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Are Your Electrical Workers Qualified to Safely Manage Live Electrical Work?

Unqualified workers can drive up the number of arc flash incidents and create complications for employers

Unqualified workers are a major risk factor for companies that either hire and retain their own full-time electricians, or that outsource projects to outside contractors, not all of whom are qualified to safely manage electrical wiring and/or the repair of electrical equipment. The need for well-trained workers is particularly critical to avoiding electrical incidents such as shock or arc flash. An arc flash occurs when current passes through air between two or more conducting surfaces (or, from conductors to ground) and produces temperature as high as 35,000 degrees. 

Capable of causing severe burns, hearing loss, eye injuries, skin damage from blasts of molten metal, lung damage and other blast injuries, arc flash accidents are a serious concern for employers. To avoid these accidents, OSHA says electrical servicing and repair tasks should be limited to workers who have been fully trained on electrical hazards and procedures, that is, “qualified” workers.


Arc Flash Clothing Kits
Arc Flash Clothing Kits
Equipment and Safety Labels
Equipment and Safety Labels
Electrical Gloves
Electrical Gloves

Qualified Versus Unqualified: What’s the Difference?

According to OSHA 29 CFR 1910.399, a qualified person is one who has received training in and has demonstrated skills and knowledge in the construction and operation of electric equipment and installations and the hazards involved. Whether an employee is considered qualified or not depends on various circumstances. For example, it is possible and, in fact, likely for an individual to be considered "qualified" with regard to certain equipment in the workplace, but "unqualified" as to other equipment.  

Consider the employee who is undergoing on-the-job training and who, in the course of such training, has demonstrated an ability to perform duties safely at his or her level of training. That means the person has:

  • Completed required training on the hazards of electrical equipment and operations
  • Been trained in (and is experienced in) working with electricity
  • Understands and recognizes electrical hazards (such as shock and arc flash) and how to avoid them
  • Can distinguish exposed energized parts from other parts of electrical equipment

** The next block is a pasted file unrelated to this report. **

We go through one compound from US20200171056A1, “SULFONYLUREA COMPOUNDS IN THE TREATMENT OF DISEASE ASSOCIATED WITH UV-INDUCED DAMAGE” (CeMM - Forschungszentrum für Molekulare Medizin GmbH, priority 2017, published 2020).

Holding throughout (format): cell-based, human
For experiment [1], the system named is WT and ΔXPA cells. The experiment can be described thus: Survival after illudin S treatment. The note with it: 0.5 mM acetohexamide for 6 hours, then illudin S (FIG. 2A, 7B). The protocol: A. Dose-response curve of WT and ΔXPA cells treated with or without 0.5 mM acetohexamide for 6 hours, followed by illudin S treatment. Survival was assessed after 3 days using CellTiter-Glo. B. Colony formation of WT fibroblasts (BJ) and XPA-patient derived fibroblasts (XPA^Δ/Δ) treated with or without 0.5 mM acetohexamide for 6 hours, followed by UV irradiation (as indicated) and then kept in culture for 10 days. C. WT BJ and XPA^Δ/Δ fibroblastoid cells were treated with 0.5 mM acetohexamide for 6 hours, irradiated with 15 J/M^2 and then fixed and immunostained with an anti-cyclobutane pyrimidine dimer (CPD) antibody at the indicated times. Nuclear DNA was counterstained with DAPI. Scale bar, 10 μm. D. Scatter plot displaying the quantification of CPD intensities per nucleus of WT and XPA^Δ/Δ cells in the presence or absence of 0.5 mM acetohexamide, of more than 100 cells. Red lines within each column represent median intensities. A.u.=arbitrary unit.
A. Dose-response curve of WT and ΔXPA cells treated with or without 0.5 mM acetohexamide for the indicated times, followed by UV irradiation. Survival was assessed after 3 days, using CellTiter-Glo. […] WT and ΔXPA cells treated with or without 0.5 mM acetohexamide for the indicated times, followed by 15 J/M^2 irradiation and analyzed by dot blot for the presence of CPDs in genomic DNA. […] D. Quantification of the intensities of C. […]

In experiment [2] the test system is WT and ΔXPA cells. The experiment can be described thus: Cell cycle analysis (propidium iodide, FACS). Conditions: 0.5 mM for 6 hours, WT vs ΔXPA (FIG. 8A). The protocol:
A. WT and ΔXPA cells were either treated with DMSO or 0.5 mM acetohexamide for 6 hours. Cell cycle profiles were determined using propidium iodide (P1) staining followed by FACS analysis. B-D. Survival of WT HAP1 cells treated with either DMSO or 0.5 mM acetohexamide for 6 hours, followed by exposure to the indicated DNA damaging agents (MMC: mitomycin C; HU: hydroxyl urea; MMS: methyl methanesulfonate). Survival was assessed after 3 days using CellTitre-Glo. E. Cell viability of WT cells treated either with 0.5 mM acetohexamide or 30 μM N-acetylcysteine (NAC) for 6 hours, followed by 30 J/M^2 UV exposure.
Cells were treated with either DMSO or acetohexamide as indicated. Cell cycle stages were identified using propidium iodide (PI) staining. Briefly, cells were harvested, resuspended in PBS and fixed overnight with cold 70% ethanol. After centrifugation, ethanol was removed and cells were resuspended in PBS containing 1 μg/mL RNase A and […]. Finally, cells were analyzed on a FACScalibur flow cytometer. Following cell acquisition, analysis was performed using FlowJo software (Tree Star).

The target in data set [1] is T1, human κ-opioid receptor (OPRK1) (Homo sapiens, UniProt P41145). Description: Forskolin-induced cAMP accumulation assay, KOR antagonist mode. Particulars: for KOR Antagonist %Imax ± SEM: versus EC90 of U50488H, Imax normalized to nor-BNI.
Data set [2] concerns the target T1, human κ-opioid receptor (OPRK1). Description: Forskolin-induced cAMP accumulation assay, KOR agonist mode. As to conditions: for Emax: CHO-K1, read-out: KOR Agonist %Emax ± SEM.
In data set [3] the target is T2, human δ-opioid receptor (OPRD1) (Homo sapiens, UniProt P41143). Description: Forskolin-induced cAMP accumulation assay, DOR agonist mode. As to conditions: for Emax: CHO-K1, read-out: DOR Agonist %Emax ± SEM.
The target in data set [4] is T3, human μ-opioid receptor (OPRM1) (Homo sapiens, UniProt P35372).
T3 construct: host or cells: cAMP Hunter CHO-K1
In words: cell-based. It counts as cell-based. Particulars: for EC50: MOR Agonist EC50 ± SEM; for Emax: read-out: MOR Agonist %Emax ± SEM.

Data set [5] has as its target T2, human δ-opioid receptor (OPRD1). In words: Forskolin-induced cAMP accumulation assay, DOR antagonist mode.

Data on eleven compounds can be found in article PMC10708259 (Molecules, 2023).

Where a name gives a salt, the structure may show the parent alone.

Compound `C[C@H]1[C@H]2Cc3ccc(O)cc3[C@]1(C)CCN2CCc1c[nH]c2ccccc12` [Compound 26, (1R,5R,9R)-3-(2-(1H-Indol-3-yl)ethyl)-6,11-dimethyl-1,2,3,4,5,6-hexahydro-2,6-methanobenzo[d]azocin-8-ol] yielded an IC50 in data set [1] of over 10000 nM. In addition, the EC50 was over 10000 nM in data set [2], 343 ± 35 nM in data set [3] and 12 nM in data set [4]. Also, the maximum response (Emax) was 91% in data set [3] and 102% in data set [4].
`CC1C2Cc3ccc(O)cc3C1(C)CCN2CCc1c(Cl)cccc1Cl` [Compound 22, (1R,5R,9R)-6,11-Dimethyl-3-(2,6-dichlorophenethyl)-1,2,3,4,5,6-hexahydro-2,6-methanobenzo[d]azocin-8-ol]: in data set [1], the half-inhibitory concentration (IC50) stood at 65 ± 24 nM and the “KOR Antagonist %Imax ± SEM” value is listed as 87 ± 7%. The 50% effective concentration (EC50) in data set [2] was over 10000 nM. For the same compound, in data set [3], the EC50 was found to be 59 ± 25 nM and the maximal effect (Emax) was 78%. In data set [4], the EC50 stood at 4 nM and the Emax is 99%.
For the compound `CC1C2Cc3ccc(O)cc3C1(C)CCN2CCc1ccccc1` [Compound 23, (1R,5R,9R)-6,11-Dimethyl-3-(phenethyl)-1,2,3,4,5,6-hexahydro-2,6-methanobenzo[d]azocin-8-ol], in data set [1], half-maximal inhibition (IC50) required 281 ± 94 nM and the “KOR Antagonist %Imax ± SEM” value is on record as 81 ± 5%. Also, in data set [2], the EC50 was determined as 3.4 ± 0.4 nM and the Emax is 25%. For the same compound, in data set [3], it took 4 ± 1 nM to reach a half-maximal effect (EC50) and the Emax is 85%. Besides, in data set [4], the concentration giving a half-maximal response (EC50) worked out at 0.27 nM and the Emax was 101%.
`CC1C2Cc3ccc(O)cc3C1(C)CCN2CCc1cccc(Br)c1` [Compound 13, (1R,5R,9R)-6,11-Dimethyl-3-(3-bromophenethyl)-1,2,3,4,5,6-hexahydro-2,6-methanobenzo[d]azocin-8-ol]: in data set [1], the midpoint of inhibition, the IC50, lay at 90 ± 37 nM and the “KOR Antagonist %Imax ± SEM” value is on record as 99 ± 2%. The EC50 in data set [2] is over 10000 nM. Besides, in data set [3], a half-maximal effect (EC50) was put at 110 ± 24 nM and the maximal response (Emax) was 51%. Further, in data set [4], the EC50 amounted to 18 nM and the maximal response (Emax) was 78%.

• Can read and interpret a facility’s electrical one-line diagram
  • Is able to determine nominal voltage of exposed live parts
  • Can determine approach distances when working on electricity
  • Understands the use of proper personal protective equipment (PPE)
  • Knows lockout/tagout procedures
  • Understands the facility’s electrical safety plan 

An unqualified person, on the other hand, has some electrical knowledge/experience, but doesn’t possess the knowledge and expertise that he or she needs to be able to work on energized parts, and, as such, must limit work to de-energized parts, OSHA notes. The unqualified person also lacks experience and training in identifying and preventing the electrical hazards associated with working on or near exposed energized parts.

NFPA 70E on Qualified Workers

A national consensus safety standard that identifies safe work practices to protect workers from the hazards of electricity—including electric shock and electrocution, arc flash and arc blast, the National Fire Protection Association’s NFPA 70E requires that only a qualified person perform work on or near exposed and energized electrical conductors or circuit parts. The same requirements apply when companies use outside contractors to work on electrical systems.

“Although contractors may state that their personnel are qualified to work on electrical systems, they may not be qualified from OSHA's standpoint. Simply being an electrician is not enough. The person must receive the proper training, ideally from a professional instructor.” 


Put simply, unqualified workers have little or no experience identifying and properly working in and around potential electrical hazards, and can—when deployed to tasks that they aren’t qualified to handle—create unnecessary risks for the companies that either employ them or subcontract work to them.

To avoid these risks, always use an electrical safe work program to prevent electrical shock or arc flash injuries, keep unqualified workers away from energized equipment or circuits, and train qualified workers on the correct procedures when working on energized equipment or circuits.  

Find even more information you can use to help make informed decisions about the regulatory issues you face in your workplace every day. View all Quick Tips Technical Resources at

Think Safety. Think Grainger.®
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DISCLAIMER:The information contained in this publication is intended for general information purposes only and is based on information available as of the initial date of publication. No representation is made that the information or references are complete or remain current. This publication is not a substitute for review of the current applicable government regulations and standards specific to your location and business activity, and should not be construed as legal advice or opinion. Readers with specific questions should refer to the applicable standards or consult with an attorney.

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